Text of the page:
Exposure to crystalline silica in the workplace can cause serious damage and discomfort to workers in many industries. According to OSHA,
“Silica dust is hazardous when very small (respirable) particles are inhaled. These respirable dust particles can penetrate deep into the lungs and cause disabling and sometimes fatal lung diseases, including silicosis and lung cancer, as well as kidney disease.
Occupational exposure to respirable crystalline silica occurs when cutting, sawing, drilling, and crushing of concrete, brick, ceramic tiles, rock, and stone products. Occupational exposure also occurs in operations that process or use large quantities of sand, such as foundries and the glass, pottery and concrete products industries. OSHA estimates that more than 2.3 million workers in the United States are potentially exposed to dust containing crystalline silica with nearly 90% of those workers employed in the construction industry.”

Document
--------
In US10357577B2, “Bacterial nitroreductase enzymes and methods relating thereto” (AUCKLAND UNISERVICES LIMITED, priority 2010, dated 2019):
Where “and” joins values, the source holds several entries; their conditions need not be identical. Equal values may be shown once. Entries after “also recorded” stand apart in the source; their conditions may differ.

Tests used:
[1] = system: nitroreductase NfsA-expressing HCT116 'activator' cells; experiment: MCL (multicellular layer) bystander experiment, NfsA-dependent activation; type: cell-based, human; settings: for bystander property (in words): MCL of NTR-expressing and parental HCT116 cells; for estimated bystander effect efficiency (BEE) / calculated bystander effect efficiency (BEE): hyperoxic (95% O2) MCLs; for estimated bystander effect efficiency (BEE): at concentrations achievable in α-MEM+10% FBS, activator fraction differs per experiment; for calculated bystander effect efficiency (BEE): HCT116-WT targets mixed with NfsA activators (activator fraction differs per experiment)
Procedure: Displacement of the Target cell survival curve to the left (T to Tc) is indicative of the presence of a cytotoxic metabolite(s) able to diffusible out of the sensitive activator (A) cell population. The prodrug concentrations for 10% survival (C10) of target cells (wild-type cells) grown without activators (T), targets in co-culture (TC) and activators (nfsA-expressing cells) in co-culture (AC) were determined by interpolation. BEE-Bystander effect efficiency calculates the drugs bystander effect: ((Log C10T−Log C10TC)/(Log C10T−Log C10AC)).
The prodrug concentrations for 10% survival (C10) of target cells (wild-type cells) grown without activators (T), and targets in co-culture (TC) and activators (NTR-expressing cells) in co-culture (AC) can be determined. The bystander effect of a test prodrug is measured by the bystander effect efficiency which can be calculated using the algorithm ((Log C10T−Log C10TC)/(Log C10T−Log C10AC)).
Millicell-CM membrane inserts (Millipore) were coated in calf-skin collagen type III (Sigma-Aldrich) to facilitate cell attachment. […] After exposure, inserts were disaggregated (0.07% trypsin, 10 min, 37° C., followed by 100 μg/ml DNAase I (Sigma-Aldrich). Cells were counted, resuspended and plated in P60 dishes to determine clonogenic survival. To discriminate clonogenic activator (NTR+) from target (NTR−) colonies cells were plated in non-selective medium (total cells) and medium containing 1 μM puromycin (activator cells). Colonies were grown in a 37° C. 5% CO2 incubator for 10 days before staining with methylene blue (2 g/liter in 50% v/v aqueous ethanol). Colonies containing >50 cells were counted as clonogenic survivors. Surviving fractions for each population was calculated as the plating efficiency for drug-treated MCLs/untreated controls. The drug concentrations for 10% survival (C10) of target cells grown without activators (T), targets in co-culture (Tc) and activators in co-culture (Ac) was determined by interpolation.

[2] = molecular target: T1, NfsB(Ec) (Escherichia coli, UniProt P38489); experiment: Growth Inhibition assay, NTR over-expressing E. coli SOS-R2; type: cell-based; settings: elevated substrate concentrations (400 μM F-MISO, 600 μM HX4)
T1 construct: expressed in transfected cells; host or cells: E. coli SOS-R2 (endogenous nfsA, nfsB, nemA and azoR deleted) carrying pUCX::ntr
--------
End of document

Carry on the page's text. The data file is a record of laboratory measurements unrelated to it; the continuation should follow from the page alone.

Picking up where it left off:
Because of all the potential hazards to workers, OSHA has limited the Permissible Exposure Limits (PELs) for crystalline silica in the workplace to 50 micrograms per cubic meter of air (50 μg/m3) over a period of 8 hours in all covered industries, down from the previous PEL of 100 micrograms per cubic meter of air.
OSHA acknowledges that this reduced exposure limit is still dangerous, but notes that it is the lowest feasible limit for all industries involved. The new limit will also require technological upgrades in many industries, including the implementation of respirators in some, and there will definitely be moderate to serious compliance costs in most.
The final reduced PEL ruling has some changes from the proposed PELs that OSHA had earlier posted. For example, the proposed rule included provisions for protective clothing while the final rule does not, and the final rule includes a requirement that workplaces develop a written exposure control plan, which was not present in the proposed rule.